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Here you can Sed posuere consectetur est at lobortis. Donec ullamcorper nulla non metus auctor fringilla. Maecenas sed diam eget risus varius blandit sit amet non magna. Donec id elit non mi porta gravida at eget metus. Praesent commodo cursus magna, vel scelerisque nisl consectetur et.

              <!-- Lets Contain this -->
<div id="tab-system-container">

			 This will be our sample.
			 Don't worry each tab is the same.
			 Why a span you may ask? Well,
			 actually it doesnt matter what you use.
			 This is simply our anchor point so when
			 we make a selection our page doesnt jump
			 and scroll all over the place! We keep
			 this hidden with CSS.
	<span id="tab-two" class="tab-target"></span>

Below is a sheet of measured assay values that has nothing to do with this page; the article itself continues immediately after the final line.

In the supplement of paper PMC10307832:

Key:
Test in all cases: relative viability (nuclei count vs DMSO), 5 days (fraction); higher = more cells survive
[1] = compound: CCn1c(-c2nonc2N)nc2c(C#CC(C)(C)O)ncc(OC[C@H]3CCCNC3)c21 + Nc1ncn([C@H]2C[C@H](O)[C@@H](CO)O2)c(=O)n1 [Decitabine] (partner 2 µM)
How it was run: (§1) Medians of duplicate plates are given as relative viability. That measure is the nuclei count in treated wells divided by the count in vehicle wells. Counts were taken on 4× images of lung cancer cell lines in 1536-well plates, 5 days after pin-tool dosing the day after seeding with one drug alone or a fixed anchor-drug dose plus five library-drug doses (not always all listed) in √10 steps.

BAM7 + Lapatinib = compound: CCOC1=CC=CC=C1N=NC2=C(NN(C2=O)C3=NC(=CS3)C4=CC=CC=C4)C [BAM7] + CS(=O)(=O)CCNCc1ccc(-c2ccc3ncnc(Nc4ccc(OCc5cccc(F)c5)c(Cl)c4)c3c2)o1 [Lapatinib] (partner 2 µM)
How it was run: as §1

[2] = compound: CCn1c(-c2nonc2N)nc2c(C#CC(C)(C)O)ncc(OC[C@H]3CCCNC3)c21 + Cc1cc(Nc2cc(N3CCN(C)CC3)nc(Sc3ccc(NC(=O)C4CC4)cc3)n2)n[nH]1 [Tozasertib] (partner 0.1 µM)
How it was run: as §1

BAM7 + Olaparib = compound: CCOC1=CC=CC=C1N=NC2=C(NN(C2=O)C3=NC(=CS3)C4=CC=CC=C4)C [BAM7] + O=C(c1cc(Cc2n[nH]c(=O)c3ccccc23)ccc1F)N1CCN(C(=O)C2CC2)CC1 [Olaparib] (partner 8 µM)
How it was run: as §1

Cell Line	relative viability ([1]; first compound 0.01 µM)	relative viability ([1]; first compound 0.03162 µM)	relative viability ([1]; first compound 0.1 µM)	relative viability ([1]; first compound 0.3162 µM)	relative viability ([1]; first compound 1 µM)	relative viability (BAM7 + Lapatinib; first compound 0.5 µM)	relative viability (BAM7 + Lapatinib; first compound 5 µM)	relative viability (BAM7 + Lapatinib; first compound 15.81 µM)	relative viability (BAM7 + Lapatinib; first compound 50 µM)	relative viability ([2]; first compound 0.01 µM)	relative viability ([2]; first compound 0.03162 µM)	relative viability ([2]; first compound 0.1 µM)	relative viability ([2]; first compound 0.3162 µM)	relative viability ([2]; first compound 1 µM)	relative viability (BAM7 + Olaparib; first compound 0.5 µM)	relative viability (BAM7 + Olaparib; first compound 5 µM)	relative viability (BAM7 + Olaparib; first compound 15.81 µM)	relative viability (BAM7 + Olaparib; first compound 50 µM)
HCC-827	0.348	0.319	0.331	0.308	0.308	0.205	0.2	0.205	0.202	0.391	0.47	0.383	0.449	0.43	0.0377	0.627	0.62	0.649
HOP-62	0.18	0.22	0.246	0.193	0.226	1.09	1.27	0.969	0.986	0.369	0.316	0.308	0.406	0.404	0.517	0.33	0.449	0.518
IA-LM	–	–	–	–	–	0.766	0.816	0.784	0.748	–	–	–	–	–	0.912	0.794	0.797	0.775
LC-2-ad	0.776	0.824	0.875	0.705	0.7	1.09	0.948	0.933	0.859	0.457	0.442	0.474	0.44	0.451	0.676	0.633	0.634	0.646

This is our tab, button, anchor.
			 What you call it is up to you. The key
			 is that it must be an anchor element.
			 Anchors allow us to :target IDs on
			 click. It is pretty awesome! Now it is
			 not just for jumping around the page!
	<a href="#tab-two" class="tab">The Journey</a>
			 This is our hidden data, ooh, spooky.
			 We can fill this up with whatever we want,
			 I dont care how you make it look, just know
			 that this will be hidden when you change tabs.
	<div id="tab-two-data" class="tab-data">
		<h1>The Journey</h1>
		<p>My first implementation of a pure CSS tab system made use of some amazing trickery using radio buttons. You may have played with this before but using lables, radio buttons, and some good cascading elements. However you will come to discover it is nearly impossible to do much without tagging each individual radio button in your CSS. That is far from optimal. So I pressed on...</p>

	<!-- More of the same - Add as many as you like. -->
	<span id="tab-three" class="tab-target"></span>
	<a href="#tab-three" class="tab">The Discovery</a>
	<div id="tab-three-data" class="tab-data">
		<h1>The Mighty :target</h1>